The children now love luxury; they have bad manners, contempt for authority; they show disrespect for elders and love chatter in place of exercise. Children are now tyrants, not the servants of their households. They no longer rise when elders enter the room. They contradict their parents, chatter before company, gobble up dainties at the table, cross their legs, and tyrannize their teachers.
- Socrates, 469 - 399 B.C.
Clearly, public opinion of young people hasn’t changed since 399 B.C.
Looking back on a previous post I wrote about today’s youth (Gen Y vs. The World), I’m slightly disappointed that I didn’t aptly illustrate my point. It was much too convoluted when in reality, it’s so simple.
Here’s the gist:
Every generation has idiots, bums, and junkies. Every generation has young people who fuck up and usher in (not-so) new and creative ways to annoy the world. Every generation has disheartened twenty-somethings.
And every generation has older people who chastise, shame, blame, and generally despise young people.
That’s just the way the universe works, folks.
We see the shit everywhere. Millennials are spoiled, ungrateful, selfish, whiny, lazy, assholes. We’re shitty workers with shitty work ethic. We don’t take responsibility in the workplace or in our personal lives. We expect handouts at every turn and we’re narcissistic nihilists.
We don’t respect our elders and we value people like Kim Kardashian and listen to terrible music by terrible humans like Kanye West. We curse and complain. We brood and we’re crude. We objectify women and that’s why females are looser and more morally bankrupt than ever. We spend and lament. We’re pretentious and promiscuous, etc. etc.
Recently all of our so-called shortcomings were put on blast by Alexis Bloomer, a Texas native and fellow Millennial who had this to say of our/her generation:
And you know what? That may all be true. In fact, a lot of it is true. But whether or not there’s validity in any / all of Alexis’ statements is of little importance, to be honest. Here’s my take on the matter.
Before we begin, let’s try to get on the same page about the parameters of Gen-Y.
First - I see and hear tons of people not much older than me refer to Gen Y as if they aren’t a part of it. Just because someone is younger than you, that doesn’t automatically put them into a different generation bucket. Do some basic Google searching and the general consensus is that,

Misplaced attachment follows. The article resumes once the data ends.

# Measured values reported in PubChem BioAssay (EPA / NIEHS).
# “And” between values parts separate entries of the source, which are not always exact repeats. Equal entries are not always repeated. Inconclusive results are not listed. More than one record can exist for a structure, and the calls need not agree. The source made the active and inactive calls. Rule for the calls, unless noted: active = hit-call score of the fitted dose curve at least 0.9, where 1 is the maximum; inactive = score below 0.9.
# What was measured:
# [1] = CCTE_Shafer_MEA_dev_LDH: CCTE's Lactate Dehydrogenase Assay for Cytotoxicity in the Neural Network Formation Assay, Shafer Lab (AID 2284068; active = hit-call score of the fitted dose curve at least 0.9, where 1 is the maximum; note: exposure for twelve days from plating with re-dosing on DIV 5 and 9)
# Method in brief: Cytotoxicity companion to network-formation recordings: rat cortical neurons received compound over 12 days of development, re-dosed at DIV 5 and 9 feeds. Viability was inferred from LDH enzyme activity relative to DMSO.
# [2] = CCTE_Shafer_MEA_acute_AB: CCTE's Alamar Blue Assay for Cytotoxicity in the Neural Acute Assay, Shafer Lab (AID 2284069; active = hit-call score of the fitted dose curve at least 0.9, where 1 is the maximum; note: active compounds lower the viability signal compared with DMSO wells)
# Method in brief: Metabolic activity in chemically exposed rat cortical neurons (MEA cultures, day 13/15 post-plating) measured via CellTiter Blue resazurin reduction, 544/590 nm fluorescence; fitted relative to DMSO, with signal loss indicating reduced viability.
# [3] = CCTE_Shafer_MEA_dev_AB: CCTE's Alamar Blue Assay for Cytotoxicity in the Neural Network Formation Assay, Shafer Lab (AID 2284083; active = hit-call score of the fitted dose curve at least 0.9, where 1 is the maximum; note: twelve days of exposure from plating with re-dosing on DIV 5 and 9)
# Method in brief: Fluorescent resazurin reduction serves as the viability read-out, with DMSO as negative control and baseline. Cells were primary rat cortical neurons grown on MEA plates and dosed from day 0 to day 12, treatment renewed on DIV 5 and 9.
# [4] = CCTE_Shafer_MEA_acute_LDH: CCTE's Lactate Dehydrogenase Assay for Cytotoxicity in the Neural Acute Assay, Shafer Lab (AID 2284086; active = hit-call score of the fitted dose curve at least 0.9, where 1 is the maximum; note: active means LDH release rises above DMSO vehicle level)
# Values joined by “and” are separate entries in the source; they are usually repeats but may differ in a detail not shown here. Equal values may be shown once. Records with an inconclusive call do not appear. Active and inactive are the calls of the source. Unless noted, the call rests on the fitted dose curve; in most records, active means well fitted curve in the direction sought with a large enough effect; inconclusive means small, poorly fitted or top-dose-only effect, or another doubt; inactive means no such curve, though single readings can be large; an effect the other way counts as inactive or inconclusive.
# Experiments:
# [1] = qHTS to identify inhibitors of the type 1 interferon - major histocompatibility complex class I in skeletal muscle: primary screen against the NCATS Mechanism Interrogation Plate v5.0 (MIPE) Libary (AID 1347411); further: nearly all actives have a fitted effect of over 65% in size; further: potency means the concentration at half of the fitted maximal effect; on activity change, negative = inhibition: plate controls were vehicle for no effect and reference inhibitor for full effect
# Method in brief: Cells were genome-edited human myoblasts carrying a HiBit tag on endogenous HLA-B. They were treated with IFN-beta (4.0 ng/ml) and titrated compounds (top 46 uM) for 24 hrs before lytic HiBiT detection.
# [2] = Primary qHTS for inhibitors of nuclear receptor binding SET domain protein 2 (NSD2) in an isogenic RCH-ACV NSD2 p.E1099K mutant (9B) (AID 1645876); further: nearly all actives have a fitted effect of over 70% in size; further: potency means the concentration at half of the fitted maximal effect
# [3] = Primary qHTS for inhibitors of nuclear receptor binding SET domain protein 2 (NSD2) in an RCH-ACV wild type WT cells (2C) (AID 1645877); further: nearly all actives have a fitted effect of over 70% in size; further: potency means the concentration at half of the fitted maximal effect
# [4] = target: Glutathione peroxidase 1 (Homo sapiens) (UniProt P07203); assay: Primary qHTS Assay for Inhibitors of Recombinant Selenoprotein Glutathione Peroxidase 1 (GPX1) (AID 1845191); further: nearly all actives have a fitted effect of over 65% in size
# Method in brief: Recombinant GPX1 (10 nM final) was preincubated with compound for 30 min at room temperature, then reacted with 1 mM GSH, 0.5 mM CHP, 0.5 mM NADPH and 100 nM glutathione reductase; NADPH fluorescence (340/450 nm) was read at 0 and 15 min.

“...there are no precise dates for when the generation starts and ends; most researchers and commentators use birth years ranging from the early 1980s to around 2000”
So maybe jump down from your high horse, 28-year-olds and even early 30-somethings. Stop referring to it as “your” generation as if you’re not in it. Perhaps you’re being just a little self-righteous.
Second, young people / emerging adults / whatever you wish to call it have always historically struggled existentially. But what we brood about, in my opinion, hasn’t changed much over the years:
*Note - I’ve only used examples of work and popular culture I’ve consumed myself. I’ve read / seen all of the books & movies listed.
Catcher in the Rye (novel) - 1951
A controversial novel popular with adolescent readers for its themes of teenage angst and alienation. Deals with complex issues of innocence, identity, belonging, loss, and connection. The novel's protagonist Holden Caulfield has become an icon for teenage rebellion.
On the Road (novel) - 1957
“In 1957, Kerouac’s...controversial subject matter was considered by many to be outrageous and offensive. When it was published...some critics [...] would deride Kerouac’s effort as...vignettes filled with petty criminals and dope addicts.
‘Since most critics had never experienced anything like Road, they denied its existence as art and proclaimed it a ‘Beat Generation’ tract of rebellion, then pilloried it as immoral,’ explained biographer Dennis McNally.”
Kerouac began working on the novel in 1949 at the age of 27. It was published when he was 34.
The Graduate (film) - 1967
21-year-old Benjamin Braddock is a recent college graduate with no well-defined aim in life. Back at his parents' house, he's trying to avoid the one question everyone keeps asking: What does he want to do with his life? He is seduced by an older woman, Mrs. Robinson, and then proceeds to fall in love with her daughter Elaine.
Reality Bites (film) - 1994
After college, valedictorian Lelaina films a documentary about herself and friends as they flounder in their attempts to forge relationships and begin careers.